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J Subst Abuse Treat. 2009 Apr;36(3):278-93. doi: 10.1016/j.jsat.2008.06.010. Epub 2008 Sep 4.

Do drug treatment services predict reunification outcomes of mothers and their children in child welfare?

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1
UCLA Integrated Substance Abuse Programs, Semel Institute on Neuroscience and Human Behavior, University of California, Los Angeles, CA 90025, USA. grella@ucla.edu

Abstract

The effect of mothers' participation in substance abuse treatment on reunification with their children who are in out-of-home care is an important policy issue. This article examines the predictors of child reunification among mothers who participated in a statewide treatment outcome study. Data were integrated from multiple sources to determine the contributions of characteristics of mothers (n = 1,115), their children (n = 2,299), and treatment programs (n = 43) on reunification outcomes. Hierarchical linear modeling was used to determine the fixed and random effects of mother, child, and program characteristics. Mothers with more employment and psychiatric problems were less likely to be reunified with their children; completion of 90 or more days in treatment approximately doubled their likelihood of reunification. Mothers who were treated in programs providing a "high" level of family-related or education/employment services were approximately twice as likely to reunify with their children as those who were treated in programs with "low" levels of these services.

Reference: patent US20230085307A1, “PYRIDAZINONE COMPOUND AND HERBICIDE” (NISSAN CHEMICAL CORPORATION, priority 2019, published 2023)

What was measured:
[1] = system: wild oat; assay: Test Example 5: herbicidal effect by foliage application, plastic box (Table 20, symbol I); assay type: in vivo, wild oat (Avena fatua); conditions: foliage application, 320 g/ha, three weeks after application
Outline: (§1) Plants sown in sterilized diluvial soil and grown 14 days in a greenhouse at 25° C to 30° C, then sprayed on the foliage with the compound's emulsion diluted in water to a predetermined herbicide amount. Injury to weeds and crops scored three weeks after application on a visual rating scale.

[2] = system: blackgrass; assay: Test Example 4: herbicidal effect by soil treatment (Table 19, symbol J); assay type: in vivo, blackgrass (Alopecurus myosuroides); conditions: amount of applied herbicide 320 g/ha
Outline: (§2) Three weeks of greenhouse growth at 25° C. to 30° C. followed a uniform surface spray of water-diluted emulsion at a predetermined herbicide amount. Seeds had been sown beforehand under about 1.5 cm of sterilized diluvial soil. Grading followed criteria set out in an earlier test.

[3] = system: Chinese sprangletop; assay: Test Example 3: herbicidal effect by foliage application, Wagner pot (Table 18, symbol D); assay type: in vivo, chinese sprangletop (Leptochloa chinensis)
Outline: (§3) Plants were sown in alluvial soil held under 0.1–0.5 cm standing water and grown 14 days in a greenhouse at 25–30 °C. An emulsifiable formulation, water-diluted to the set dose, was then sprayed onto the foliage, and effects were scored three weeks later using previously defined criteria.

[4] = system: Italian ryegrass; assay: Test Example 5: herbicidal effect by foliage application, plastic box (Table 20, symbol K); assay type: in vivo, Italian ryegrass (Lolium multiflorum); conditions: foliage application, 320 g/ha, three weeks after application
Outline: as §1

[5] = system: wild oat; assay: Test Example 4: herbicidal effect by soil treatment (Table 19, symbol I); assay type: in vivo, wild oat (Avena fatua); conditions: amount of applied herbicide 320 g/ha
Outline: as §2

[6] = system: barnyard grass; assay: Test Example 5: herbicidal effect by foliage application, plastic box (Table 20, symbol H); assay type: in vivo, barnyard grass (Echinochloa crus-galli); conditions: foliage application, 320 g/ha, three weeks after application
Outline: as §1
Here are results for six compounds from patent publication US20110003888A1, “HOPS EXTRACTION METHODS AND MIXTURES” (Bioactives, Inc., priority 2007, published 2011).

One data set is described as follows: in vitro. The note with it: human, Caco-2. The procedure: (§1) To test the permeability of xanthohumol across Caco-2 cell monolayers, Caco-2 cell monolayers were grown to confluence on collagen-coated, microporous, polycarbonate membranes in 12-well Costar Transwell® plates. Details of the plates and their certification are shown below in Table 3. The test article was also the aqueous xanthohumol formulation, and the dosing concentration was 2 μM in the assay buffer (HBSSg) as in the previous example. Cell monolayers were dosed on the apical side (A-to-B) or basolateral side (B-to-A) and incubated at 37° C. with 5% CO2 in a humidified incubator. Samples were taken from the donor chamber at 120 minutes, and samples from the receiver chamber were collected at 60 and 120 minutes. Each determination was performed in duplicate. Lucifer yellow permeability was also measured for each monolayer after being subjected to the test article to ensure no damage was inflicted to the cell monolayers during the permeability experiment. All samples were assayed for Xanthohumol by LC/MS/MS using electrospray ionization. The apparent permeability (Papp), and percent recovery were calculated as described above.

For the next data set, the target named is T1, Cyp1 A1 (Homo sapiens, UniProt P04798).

PMID:
18775623
PMCID:
PMC2848488
DOI:
10.1016/j.jsat.2008.06.010
[Indexed for MEDLINE]
Free PMC Article
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